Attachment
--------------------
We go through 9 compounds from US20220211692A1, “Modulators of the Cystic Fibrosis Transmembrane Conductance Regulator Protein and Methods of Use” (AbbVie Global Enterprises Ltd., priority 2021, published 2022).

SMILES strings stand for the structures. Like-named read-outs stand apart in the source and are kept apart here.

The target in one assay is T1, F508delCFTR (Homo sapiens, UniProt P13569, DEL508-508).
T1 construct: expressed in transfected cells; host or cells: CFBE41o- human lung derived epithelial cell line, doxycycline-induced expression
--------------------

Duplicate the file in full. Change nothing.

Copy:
We go through 9 compounds from US20220211692A1, “Modulators of the Cystic Fibrosis Transmembrane Conductance Regulator Protein and Methods of Use” (AbbVie Global Enterprises Ltd., priority 2021, published 2022).

SMILES strings stand for the structures. Like-named read-outs stand apart in the source and are kept apart here.

The target in one assay is T1, F508delCFTR (Homo sapiens, UniProt P13569, DEL508-508).
T1 construct: expressed in transfected cells; host or cells: CFBE41o- human lung derived epithelial cell line, doxycycline-induced expression